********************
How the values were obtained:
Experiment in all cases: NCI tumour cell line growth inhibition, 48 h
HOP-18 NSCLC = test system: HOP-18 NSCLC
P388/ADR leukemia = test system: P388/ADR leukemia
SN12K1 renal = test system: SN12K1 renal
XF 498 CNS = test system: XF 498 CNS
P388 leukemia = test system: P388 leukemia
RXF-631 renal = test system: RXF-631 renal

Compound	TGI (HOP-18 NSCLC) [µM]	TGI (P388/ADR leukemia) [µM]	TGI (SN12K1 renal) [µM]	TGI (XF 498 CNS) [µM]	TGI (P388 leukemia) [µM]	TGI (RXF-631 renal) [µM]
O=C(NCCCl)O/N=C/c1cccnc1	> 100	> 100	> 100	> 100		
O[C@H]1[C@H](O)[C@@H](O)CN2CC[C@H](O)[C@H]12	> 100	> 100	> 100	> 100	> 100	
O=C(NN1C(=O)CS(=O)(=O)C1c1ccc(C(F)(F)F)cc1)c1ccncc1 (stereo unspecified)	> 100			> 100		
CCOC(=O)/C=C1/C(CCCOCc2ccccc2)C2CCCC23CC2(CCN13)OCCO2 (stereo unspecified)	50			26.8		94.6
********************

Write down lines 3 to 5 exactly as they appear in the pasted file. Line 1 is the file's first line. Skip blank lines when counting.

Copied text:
HOP-18 NSCLC = test system: HOP-18 NSCLC
P388/ADR leukemia = test system: P388/ADR leukemia
SN12K1 renal = test system: SN12K1 renal